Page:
We were greeted with a big smile and warm refresher towels by Gloria who took us down a flight of stone steps to the reception room. We signed in and noticed in the quest book that there were a family who had signed in the day before who lived in Balmain not more than five minutes walk from our place. Unfortunately we never caught up with them as they were staying at on an island run by Tongabezi.

Once we had signed in we met Given. Given would be looking after us for the duration of our stay at Tongabezi and without further ado he grabbed our bags and lead us off down into the garden and through to our room, appropriately called the “Dog House”.

Dog House Sign

The room is the furthest away in the lodge, down a stone path and then down a winding raised tile path. It’s a long walk but worth it. You enter through a wooden door in a small wall and the room is completely open on one side to the Zambezi river. There is a huge king bed on a raised dais that has a direct view of the river, on one side is a deep bath where you can soak and watch the sun go down.

360º Panoramas of the Dog House 

In front of the room, between it and the river is a grass verge, when we walked in it was full of monkeys, running up and jumping from tree to tree, sitting resting, scratching you name it. In the distance you could hear the hippos in the Zambezi snorting and grunting. Heaven.

View from the Dog House to the Zambezi

We settled in and headed down to the bar area for a bite of lunch and to meet our event co-ordinator.

Bar and Dining Deck

Victoria Falls is a bit like Queenstown, New Zealand lots of activities like Bunji jumping, White Water Rafting, Ultra light flights, Helicopter flights etc. As far as Kelly and I were concerned the only thing that we had on the agenda was a dip in the Devils Pool. We set up a time for the next morning and also booked a sunset river cruise, from the lodge, for this evening.

Those of us going on the sunset tour gathered at about 5pm at the bar and were met by Aston, our guide for the tour.


There were six of us in total and he led us down to a small motorboat moored at the dock. We climbed aboard and Aston headed up river, on our right was Zambia and on our left was Zimbabwe. The Zimbabwe side was a sandy bank and it was all part of the Zimbabwe National Game Reserve. Not realising that in Africa everywhere you go are animals I hadn’t brought my long lens so I couldn’t really get any good shots but we saw Fresh water crocodile, a Waterbuck and lots of monkeys.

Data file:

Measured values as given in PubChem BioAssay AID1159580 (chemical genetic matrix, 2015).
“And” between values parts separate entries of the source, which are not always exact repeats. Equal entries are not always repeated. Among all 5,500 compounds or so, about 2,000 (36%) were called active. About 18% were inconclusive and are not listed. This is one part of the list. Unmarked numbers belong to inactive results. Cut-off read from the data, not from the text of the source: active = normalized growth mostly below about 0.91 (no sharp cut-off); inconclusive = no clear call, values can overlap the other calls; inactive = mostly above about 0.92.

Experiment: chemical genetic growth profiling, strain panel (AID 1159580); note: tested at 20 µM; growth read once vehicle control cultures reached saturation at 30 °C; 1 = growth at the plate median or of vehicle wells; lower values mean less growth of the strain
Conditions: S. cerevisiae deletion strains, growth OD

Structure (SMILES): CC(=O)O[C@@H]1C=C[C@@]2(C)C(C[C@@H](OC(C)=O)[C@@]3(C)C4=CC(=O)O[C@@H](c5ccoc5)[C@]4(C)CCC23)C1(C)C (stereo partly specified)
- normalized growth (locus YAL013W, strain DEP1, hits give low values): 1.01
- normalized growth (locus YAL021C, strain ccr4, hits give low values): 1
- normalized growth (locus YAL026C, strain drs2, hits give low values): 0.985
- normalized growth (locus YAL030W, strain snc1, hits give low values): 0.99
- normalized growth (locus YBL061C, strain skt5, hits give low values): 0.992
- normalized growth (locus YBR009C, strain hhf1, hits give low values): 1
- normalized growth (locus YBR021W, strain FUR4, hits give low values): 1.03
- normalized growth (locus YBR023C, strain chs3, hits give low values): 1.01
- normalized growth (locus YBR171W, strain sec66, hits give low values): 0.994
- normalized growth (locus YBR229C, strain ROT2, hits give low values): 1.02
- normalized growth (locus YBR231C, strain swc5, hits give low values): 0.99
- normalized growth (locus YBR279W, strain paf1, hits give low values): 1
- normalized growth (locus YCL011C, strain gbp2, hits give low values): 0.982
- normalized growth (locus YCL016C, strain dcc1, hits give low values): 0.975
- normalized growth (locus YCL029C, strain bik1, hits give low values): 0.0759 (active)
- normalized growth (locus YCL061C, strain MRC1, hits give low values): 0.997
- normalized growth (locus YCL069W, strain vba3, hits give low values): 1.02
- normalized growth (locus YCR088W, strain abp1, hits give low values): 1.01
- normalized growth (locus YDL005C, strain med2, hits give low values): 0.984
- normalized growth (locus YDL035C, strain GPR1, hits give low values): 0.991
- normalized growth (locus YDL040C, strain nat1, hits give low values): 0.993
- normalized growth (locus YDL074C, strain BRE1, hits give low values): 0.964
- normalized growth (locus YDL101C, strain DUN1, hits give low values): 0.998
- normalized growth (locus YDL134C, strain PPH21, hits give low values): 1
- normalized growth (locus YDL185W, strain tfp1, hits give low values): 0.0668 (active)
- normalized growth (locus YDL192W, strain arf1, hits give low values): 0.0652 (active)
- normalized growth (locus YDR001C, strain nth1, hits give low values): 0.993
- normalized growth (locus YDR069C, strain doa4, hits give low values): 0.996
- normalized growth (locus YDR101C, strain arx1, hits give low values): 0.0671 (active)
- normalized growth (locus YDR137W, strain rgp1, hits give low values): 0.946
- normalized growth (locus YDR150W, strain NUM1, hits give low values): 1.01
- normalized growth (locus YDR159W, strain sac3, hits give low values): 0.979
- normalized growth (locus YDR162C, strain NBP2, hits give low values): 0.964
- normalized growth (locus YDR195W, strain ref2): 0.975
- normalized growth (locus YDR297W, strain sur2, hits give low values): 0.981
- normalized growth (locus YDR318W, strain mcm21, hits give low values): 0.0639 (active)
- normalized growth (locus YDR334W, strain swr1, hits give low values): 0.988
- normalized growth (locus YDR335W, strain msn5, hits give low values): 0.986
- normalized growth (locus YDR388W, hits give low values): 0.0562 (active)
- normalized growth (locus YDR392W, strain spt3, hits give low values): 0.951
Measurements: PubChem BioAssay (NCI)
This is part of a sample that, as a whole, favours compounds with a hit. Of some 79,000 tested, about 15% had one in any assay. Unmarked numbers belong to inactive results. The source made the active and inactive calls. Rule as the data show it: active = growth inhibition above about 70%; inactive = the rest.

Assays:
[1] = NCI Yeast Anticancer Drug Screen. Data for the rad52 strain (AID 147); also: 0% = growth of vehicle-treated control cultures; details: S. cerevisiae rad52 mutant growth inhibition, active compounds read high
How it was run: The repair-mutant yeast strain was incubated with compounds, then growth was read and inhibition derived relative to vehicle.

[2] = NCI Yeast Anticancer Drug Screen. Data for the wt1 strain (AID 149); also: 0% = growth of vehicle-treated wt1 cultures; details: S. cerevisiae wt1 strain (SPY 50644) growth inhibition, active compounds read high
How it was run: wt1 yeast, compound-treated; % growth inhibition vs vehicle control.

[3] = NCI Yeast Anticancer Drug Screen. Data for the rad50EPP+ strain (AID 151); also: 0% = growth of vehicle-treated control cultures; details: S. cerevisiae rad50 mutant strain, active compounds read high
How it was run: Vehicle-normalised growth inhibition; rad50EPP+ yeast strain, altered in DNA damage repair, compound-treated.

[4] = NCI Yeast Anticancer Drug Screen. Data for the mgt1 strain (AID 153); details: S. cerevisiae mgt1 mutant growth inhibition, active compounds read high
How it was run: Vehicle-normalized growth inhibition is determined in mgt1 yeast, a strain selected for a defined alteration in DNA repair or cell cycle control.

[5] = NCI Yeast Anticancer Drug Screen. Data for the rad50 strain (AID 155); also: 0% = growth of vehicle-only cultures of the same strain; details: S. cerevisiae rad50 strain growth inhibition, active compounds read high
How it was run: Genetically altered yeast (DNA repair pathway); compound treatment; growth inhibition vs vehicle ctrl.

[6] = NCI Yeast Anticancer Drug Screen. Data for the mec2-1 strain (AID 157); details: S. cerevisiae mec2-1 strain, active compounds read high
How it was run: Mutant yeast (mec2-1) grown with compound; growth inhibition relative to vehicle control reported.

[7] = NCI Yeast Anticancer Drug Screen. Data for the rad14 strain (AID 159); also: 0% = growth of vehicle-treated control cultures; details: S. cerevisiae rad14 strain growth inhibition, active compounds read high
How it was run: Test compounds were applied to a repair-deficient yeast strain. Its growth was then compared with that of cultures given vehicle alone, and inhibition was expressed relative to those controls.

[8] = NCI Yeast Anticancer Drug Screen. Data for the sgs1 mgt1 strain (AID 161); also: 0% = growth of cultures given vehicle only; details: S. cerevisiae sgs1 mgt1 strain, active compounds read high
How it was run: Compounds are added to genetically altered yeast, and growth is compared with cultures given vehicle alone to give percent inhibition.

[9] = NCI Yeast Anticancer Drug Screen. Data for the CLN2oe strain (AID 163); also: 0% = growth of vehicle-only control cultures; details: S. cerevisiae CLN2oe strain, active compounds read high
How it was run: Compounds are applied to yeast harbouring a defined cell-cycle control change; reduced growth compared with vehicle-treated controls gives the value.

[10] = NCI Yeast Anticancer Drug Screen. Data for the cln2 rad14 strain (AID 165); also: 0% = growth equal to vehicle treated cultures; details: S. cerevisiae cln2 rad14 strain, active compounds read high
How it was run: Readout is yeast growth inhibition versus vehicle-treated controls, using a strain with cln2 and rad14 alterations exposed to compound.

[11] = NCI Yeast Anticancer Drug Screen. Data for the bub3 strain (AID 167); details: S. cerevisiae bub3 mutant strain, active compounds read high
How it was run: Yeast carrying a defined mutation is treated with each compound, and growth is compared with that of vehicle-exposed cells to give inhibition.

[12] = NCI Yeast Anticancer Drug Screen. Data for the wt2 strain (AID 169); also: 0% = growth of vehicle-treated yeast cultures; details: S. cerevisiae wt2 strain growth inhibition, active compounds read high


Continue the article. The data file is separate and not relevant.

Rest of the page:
Tree roots

As the sun started to set Aston turned downstream and headed toward an island, apparently called no  mans island, in the middle of the river. The sun was setting the wind had dropped and the river was like glass when Aston grounded the boat on the island.

Zambesi sunset reflected in Kelly's sunglasses

No mans island was actually inhabited by one of the lodges staff who’d predicated our landing and had set up a table with drinks just in time for the final sunset.

Sundowners being served on "No Man's Island"

So as the sunset behind the trees of the reserve, we sipped our Gin and Tonics and squished our toes into the squeaky white sand of the island.


Sunset from the island

Once the drinks were done we headed back to Tongabezi to have break and get ready for dinner. Returning to the room we were amazed to see all of the lanterns had candles burning in them, the bed was turned down and there was a full bath, with bath salts, ready for our return. Needless to say we wasted no time in hopping in for a soak.

Getting to dinner is the same at Tongabezi as it was at Ulusaba. You ring for a quide to come get you, at Ulusaba you pick up the phone and dial 212 in Tongabezi you pick up the phone, crank a little handle to get attention and then hold down a button on the phone to talk. In a couple of minutes we were on our way flashlights in hand, on either side of the bed they have flashlights for each guest, following Given down what we called “the Yellow Brick Road”, As we reached the end of the road Given said I think there is a Hippo ahead, and not a minute later our torches picked out a huge Hippo standing between the path and one of the cottages. Gavin suggested we take a bit of a detour as a charging Hippo is not something you want to see, especially if its charging at you.

Hippo - [long exposure with the only lighting from a couple of flashlights]

Dinner on the deck overlooking the river was wonderful but after another hectic day we were so ready for bed and once done Gavin took us back home, avoiding the Hippo, and about 5 minutes later we were fast asleep.